Florida Trust Contests
In Florida, the qualified beneficiaries to a trust can contest a trust under a few legal theories. By far the most common dispute is over the actions of the trustee. These tend to be minor issues and can be resolved easily with an action for an accounting or removal of the trustee. When we are not dealing with the use of the trust, but the creation of the trust the top causes of action include: a mistake in the execution of the trust, someone had undue influence over the trust’s creator, and the testator lacked the proper capacity to execute the trust. A qualified beneficiary may also challenge a trust if a trustee violated his or her fiduciary duty to administer the trust.
Who is a Qualified Beneficiary of a Florida Trust?
Florida statute 736.0103(16) defines a qualified beneficiary as a living beneficiary who, on the date of the beneficiary's qualification is determined:
(a) is a distributee or permissible distributee of trust income or principal;
(b) Would be a distributee or permissible distributee of trust income or principal if the interest of the distrubutees described in paragraph (a) terminated on that date without causing the trust to terminate; or
(c) Would be a distributee or permissible distributee of trust income or principal if the trust terminated in accordance with its terms on that date
Improper Execution of a Trust in Florida
For a trust to be valid in Florida, the testator must execute the trust according to Florida’s trust code. Clients can find the law for trust execution under Florida Statute section 737.111. Florida has some unique laws to trusts, which is why we recommend hiring a top rated estate planning attorney in Jacksonville.
The trust must be signed by two witnesses and the testator. The testator and the witnesses should sign at the end of the document, and each witness must observe the testator sign the document. Further, both the witnesses and the testator should sign the trust in blue ink.
Florida will recognize trusts created in others states. However, there are certain types of trusts and wills Florida will never recognize to be legally valid. For more information about trusts that can be properly executed, contact us today.
Undue Influence with a Florida Trust
A qualified beneficiary may also sue under the legal theory of undue influence. The courts define undue influence as when a beneficiary to a trust acts with conduct that amounts to over-persuasion, duress, and coercion to the degree that it destroys the testator’s will power.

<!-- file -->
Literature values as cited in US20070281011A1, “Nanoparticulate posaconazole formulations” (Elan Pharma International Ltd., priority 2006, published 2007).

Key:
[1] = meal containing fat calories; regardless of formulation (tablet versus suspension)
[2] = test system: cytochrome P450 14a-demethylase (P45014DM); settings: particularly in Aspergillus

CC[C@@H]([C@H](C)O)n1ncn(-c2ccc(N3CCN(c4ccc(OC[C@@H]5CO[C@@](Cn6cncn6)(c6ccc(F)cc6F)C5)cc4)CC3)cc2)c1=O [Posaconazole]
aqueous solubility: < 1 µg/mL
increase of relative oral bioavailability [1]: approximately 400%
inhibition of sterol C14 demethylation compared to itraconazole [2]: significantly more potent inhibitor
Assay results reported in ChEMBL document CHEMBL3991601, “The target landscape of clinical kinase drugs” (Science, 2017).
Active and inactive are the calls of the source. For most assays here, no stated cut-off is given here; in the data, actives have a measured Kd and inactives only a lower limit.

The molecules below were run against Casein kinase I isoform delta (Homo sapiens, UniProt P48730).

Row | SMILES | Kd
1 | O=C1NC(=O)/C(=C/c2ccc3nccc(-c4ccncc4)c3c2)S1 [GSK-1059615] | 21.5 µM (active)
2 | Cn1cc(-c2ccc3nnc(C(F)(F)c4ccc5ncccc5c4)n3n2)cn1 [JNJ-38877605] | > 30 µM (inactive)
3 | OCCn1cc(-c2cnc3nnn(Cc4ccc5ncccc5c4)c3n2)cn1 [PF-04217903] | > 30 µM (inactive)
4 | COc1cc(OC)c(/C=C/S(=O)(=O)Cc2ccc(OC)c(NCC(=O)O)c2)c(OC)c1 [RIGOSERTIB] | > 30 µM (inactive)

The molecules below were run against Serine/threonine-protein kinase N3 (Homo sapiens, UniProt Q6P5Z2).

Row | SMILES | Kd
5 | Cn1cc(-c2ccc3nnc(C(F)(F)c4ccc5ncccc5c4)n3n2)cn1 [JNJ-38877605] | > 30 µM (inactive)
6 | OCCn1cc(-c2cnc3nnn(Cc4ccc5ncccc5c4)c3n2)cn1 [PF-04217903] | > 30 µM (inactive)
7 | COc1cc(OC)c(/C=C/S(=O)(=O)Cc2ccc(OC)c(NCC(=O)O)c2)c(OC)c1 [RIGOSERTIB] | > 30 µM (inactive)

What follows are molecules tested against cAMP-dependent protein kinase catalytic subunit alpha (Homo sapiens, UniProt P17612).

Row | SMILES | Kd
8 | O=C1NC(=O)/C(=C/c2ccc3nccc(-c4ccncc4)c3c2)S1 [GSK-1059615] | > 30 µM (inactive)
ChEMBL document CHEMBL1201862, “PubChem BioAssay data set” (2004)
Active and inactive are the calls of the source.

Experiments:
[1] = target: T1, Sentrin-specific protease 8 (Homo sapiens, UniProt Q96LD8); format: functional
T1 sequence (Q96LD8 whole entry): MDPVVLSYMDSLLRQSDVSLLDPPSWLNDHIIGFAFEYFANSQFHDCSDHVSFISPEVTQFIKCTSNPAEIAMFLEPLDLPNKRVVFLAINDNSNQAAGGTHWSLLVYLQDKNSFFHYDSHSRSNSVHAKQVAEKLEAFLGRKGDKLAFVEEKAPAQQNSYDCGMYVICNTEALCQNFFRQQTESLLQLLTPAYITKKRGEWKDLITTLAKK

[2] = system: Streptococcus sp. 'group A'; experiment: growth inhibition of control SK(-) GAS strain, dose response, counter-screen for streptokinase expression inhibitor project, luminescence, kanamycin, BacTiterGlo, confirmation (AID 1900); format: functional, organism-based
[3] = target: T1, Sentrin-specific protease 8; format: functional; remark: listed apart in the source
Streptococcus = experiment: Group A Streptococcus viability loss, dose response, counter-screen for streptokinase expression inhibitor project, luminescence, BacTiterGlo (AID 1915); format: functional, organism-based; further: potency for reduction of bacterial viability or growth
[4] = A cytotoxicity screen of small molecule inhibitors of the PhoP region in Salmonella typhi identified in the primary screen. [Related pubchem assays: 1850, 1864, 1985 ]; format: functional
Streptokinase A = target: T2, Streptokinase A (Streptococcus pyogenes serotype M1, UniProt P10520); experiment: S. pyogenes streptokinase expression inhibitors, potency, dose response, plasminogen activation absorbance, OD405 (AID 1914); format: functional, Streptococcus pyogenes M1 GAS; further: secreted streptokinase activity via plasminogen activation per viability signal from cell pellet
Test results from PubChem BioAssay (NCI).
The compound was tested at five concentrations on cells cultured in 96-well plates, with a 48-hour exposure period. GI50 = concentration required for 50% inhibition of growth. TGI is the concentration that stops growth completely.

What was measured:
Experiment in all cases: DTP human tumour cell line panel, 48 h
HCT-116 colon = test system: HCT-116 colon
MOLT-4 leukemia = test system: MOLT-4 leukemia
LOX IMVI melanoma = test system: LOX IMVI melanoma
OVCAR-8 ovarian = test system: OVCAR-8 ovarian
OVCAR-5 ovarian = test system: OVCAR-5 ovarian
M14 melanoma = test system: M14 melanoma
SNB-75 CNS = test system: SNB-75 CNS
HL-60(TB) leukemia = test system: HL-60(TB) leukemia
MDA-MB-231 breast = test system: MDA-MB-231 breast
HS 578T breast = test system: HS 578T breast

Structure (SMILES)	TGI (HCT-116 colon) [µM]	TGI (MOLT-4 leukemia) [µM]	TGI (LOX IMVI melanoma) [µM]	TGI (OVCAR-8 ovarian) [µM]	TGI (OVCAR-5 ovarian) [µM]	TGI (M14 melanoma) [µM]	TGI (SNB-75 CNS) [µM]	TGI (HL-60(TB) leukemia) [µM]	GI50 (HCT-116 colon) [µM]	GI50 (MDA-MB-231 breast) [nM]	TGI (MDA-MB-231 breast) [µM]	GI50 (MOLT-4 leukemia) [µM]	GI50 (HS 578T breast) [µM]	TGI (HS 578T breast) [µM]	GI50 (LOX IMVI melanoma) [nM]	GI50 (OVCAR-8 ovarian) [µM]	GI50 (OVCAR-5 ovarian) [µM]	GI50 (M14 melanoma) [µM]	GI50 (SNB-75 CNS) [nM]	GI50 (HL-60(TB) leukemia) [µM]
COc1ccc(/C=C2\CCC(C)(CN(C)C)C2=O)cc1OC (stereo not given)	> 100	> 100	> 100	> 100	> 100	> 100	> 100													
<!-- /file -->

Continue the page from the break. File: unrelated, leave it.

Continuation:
A court will consider several factors when determining if undue influence has occurred. The courts will first look to see if the circumstantial evidence in the case creates a presumption of undue influence.
Lack of Capacity dealing with the creation of a Trust in Florida
A qualified beneficiary may also contest a trust if the testator lacked capacity at the time he or she executed the trust. The mental capacity required to make a trust is very low, and much lower than the general standard of competency. A lack of capacity claim is valid if the testator did not know the nature of his or her property, the testator did not understand the nature of the family members and friends that would usually receive an inheritance, or did not understand how the trust disposed of the testator’s property. Natural aging conditions such as dementia can cause lack of capacity, as well as a substantial amount of medication.
Improper Management by a Trustee
A beneficiary may also challenge a trust when a trustee breaches his or her fiduciary duty. A trustee has an important obligation to act in the best interests of the trust beneficiaries. The trustee must properly administer the trust, invest the trust property, and defend the trust against claims from creditors and other parties.
A trustee is not allowed to self-deal. This means the trustee cannot take loans from the trust funds, or do business with the trust on a personal level. This is true even if the trustee’s personal business with the trust helps the beneficiaries. The trustee can also be liable if he or she mismanages the trust’s assets. Further, the beneficiaries to the trust also have a right to an in-depth accounting of the trust.
A trustee can be personally liable to the beneficiaries when he or she violates her fiduciary duties. The beneficiaries may also challenge the validity of the trust if the testator did not properly execute the trust, or the trust was procured through undue influence.
If you feel that there is something wrong with the way a Florida Trust has been handled or your assets have not been dealt with fairly, CONTACT our Florida Trust Lawyers by email or call us at 904-685-1200 to discuss your situation today.